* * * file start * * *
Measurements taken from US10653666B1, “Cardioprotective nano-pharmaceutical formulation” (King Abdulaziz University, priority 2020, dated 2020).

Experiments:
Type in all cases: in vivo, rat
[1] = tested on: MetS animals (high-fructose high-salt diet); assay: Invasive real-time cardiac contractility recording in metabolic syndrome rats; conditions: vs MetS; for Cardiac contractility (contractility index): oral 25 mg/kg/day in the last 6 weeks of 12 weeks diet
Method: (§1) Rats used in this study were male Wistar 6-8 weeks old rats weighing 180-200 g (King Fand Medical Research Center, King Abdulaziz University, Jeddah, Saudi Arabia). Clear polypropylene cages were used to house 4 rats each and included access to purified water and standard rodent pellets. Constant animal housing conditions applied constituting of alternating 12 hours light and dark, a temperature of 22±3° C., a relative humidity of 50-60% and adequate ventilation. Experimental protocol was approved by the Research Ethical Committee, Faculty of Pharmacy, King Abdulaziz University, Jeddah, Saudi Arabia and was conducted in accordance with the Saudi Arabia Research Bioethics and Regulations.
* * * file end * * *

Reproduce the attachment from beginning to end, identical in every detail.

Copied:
Measurements taken from US10653666B1, “Cardioprotective nano-pharmaceutical formulation” (King Abdulaziz University, priority 2020, dated 2020).

Experiments:
Type in all cases: in vivo, rat
[1] = tested on: MetS animals (high-fructose high-salt diet); assay: Invasive real-time cardiac contractility recording in metabolic syndrome rats; conditions: vs MetS; for Cardiac contractility (contractility index): oral 25 mg/kg/day in the last 6 weeks of 12 weeks diet
Method: (§1) Rats used in this study were male Wistar 6-8 weeks old rats weighing 180-200 g (King Fand Medical Research Center, King Abdulaziz University, Jeddah, Saudi Arabia). Clear polypropylene cages were used to house 4 rats each and included access to purified water and standard rodent pellets. Constant animal housing conditions applied constituting of alternating 12 hours light and dark, a temperature of 22±3° C., a relative humidity of 50-60% and adequate ventilation. Experimental protocol was approved by the Research Ethical Committee, Faculty of Pharmacy, King Abdulaziz University, Jeddah, Saudi Arabia and was conducted in accordance with the Saudi Arabia Research Bioethics and Regulations.